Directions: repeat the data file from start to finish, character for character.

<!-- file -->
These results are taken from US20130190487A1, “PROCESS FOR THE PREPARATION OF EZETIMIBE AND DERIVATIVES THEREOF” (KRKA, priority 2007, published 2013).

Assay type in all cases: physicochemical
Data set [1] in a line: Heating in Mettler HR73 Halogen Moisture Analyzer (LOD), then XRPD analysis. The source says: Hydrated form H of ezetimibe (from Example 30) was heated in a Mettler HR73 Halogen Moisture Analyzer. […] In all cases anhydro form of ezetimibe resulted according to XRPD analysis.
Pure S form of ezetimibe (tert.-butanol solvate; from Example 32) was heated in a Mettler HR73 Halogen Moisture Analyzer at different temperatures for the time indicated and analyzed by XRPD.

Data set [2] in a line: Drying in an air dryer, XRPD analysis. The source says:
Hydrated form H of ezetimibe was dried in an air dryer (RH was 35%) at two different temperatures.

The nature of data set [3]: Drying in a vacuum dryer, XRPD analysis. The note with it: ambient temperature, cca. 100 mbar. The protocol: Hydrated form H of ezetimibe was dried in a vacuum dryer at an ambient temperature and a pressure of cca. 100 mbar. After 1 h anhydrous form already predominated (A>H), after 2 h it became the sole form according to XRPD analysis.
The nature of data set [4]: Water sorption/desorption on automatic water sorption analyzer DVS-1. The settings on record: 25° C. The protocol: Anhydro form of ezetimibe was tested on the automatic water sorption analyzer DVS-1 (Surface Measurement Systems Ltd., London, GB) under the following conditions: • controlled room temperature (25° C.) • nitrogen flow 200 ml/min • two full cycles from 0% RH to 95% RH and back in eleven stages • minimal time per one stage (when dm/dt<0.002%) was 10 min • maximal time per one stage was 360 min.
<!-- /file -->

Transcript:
These results are taken from US20130190487A1, “PROCESS FOR THE PREPARATION OF EZETIMIBE AND DERIVATIVES THEREOF” (KRKA, priority 2007, published 2013).

Assay type in all cases: physicochemical
Data set [1] in a line: Heating in Mettler HR73 Halogen Moisture Analyzer (LOD), then XRPD analysis. The source says: Hydrated form H of ezetimibe (from Example 30) was heated in a Mettler HR73 Halogen Moisture Analyzer. […] In all cases anhydro form of ezetimibe resulted according to XRPD analysis.
Pure S form of ezetimibe (tert.-butanol solvate; from Example 32) was heated in a Mettler HR73 Halogen Moisture Analyzer at different temperatures for the time indicated and analyzed by XRPD.

Data set [2] in a line: Drying in an air dryer, XRPD analysis. The source says:
Hydrated form H of ezetimibe was dried in an air dryer (RH was 35%) at two different temperatures.

The nature of data set [3]: Drying in a vacuum dryer, XRPD analysis. The note with it: ambient temperature, cca. 100 mbar. The protocol: Hydrated form H of ezetimibe was dried in a vacuum dryer at an ambient temperature and a pressure of cca. 100 mbar. After 1 h anhydrous form already predominated (A>H), after 2 h it became the sole form according to XRPD analysis.
The nature of data set [4]: Water sorption/desorption on automatic water sorption analyzer DVS-1. The settings on record: 25° C. The protocol: Anhydro form of ezetimibe was tested on the automatic water sorption analyzer DVS-1 (Surface Measurement Systems Ltd., London, GB) under the following conditions: • controlled room temperature (25° C.) • nitrogen flow 200 ml/min • two full cycles from 0% RH to 95% RH and back in eleven stages • minimal time per one stage (when dm/dt<0.002%) was 10 min • maximal time per one stage was 360 min.